The Mad Marquis
It’s not easy doing justice to a book requiring two weeks to read, even if there eventually comes a time during reading when the book finally takes off. This was my experience with The Mad Marquis.
Widower Henry Pelham needs a wife because he thinks his young daughter Isbeau needs a mother in her life. With that in mind he strikes a bargain with Julia Westfall; if they marry and she agrees to help care for Isbeau, she can remain in charge of the horses she loves. Though Julia knows nothing about raising children, having spent her whole life in the stables, she agrees to this marriage of convenience. Why? Because her ailing father gives her no choice; she can marry Pelham or lose her beloved horses to him.
Many marriage of convenience romances are not actually convenient for both parties – it is often convenient for the father of the heroine as opposed to the heroine herself – but in this instance, the bargain works for both Julia and Henry. Julia is willing to help with Isbeau, even though she doesn’t want children, because it allows her full control of her horses. Henry needs Julia not only to care for his daughter, but to care for his entire family. Insanity seems to run in the family and Henry feels certain that it won’t be long before he joins the ranks of the mentally infirm. After all, his daughter has imaginary friends, his aunt drifts through the house talking to herself, and his uncle locks himself in his room for days to deal with his depression.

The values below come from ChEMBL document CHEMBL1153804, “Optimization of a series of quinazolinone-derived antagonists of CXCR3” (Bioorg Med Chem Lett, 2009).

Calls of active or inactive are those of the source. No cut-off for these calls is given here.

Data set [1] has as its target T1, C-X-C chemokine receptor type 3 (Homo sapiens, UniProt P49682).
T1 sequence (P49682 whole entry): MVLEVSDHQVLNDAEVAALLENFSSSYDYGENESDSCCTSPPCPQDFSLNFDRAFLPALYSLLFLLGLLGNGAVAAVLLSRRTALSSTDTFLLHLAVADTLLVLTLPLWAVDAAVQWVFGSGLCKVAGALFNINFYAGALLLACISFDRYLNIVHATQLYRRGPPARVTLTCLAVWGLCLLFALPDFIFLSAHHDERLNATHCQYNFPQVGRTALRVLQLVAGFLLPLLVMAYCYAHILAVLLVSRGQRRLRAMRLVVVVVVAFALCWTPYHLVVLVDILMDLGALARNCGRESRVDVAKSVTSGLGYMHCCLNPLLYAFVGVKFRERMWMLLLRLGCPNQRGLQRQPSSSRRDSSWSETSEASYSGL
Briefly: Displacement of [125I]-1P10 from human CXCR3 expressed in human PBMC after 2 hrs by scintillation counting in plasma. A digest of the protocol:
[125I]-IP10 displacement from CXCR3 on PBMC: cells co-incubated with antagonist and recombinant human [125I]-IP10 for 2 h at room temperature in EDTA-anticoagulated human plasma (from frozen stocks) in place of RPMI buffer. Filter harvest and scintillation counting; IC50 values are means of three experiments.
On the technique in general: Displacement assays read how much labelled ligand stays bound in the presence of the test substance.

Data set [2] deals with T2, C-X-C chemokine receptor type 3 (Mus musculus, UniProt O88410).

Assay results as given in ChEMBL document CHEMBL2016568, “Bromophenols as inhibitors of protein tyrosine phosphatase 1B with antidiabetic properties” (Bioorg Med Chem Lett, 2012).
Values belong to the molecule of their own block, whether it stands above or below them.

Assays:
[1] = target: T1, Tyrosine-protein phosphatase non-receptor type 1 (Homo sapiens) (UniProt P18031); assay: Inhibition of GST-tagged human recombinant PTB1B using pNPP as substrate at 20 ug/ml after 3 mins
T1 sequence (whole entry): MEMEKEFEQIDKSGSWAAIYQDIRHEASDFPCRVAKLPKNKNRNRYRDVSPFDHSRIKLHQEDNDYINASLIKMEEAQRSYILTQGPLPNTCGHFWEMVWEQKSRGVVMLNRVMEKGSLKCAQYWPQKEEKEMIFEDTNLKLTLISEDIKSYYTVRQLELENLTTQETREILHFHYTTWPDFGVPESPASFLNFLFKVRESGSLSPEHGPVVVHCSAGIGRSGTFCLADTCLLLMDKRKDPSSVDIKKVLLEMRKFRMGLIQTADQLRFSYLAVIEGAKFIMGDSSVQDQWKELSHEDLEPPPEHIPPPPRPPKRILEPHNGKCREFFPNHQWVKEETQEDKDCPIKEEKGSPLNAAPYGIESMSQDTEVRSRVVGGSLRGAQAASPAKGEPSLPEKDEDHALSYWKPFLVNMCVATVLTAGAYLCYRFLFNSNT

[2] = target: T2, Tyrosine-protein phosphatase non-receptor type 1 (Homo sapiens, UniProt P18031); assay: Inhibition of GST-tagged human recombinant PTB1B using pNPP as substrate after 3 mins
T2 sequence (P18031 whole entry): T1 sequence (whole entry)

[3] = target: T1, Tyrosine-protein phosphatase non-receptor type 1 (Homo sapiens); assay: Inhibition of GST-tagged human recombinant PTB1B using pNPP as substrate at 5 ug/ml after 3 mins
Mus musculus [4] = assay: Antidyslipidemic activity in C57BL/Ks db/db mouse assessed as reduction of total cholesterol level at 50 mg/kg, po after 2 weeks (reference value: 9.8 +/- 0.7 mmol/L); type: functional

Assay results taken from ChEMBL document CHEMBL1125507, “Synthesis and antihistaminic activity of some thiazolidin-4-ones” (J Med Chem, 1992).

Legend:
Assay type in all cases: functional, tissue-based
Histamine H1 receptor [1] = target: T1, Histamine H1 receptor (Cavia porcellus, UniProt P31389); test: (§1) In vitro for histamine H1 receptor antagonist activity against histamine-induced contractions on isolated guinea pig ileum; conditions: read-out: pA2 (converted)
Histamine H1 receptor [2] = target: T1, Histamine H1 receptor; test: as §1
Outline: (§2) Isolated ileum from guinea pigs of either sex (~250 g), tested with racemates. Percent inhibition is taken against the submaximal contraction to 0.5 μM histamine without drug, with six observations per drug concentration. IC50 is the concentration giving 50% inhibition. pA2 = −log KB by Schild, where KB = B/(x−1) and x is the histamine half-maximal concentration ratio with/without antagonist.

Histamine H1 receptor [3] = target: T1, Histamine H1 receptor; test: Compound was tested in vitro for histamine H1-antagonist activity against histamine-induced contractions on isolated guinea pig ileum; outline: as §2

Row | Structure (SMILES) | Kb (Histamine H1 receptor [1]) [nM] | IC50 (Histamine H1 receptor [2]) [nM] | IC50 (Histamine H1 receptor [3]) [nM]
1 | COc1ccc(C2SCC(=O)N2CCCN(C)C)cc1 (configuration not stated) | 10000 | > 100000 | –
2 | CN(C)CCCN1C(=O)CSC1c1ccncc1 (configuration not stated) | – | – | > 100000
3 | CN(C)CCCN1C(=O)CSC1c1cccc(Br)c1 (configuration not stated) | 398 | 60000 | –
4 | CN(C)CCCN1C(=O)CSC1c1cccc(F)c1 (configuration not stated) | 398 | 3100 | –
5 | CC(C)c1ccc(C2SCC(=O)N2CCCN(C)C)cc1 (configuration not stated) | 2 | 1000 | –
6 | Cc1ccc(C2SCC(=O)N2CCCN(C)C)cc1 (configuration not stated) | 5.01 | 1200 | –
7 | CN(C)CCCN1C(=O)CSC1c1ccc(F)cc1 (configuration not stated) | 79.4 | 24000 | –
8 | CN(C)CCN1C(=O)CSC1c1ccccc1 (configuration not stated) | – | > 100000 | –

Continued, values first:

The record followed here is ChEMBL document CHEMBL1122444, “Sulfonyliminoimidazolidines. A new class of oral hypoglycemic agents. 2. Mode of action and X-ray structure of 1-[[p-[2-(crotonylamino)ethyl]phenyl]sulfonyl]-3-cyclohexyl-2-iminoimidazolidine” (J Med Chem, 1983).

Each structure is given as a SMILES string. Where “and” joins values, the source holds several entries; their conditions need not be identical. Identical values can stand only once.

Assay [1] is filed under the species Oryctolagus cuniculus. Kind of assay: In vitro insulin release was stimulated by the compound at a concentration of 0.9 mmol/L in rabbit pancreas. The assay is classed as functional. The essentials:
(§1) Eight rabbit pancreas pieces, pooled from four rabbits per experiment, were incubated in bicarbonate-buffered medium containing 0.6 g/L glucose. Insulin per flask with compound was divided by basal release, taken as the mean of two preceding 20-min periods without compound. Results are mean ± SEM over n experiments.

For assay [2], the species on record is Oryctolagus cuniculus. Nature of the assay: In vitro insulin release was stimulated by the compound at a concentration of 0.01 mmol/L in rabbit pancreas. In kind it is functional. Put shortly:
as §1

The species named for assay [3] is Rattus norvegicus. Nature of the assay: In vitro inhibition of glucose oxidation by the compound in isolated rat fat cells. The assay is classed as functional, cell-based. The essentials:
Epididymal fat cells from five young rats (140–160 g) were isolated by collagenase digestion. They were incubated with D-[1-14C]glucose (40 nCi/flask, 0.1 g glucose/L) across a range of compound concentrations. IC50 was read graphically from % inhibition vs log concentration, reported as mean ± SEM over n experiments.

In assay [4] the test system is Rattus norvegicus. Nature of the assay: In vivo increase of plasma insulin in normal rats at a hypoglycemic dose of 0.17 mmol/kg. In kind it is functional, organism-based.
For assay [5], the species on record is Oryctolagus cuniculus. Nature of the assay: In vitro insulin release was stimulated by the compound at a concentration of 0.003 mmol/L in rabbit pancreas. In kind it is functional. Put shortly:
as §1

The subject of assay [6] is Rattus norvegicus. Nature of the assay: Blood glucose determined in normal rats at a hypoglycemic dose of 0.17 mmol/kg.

All goes well until Julia moves in with Henry. His family readily accepts her into their clan, and sparks began to fly between the two of them. After a couple of really hot kisses (among other things) Julia wants to change their bargain and become truly intimate with her husband. Henry again explains to Julia why this can never be – the risk of having more crazy Pelhams is just too high. Although she tries to understand her husband’s point, she realizes after a few weeks in their home that something doesn’t quite add up. So Julia sets off to prove to her husband that his family is not insane.
While this set-up sounds interesting, its execution was not. The first quarter of the book is simply horse-crazy, and unless the reader is equally horse-crazy, it’s slow going. Eventually, though, once Julia sets out on her quest to prove her husband wrong – and falls in love in the process – the book begins to engage. It becomes a witty story of a couple turning to one another and working through their problems. There are some great love scenes and even a small mystery I didn’t see coming.
Grading The Mad Marquis isn’t easy because I did enjoy the majority of the book. But given its thoroughly difficult to read beginning, I imagine many readers will simply give up before they “get to the good part.” Had I not been assigned this book for review purposes, that’s what I’d have done.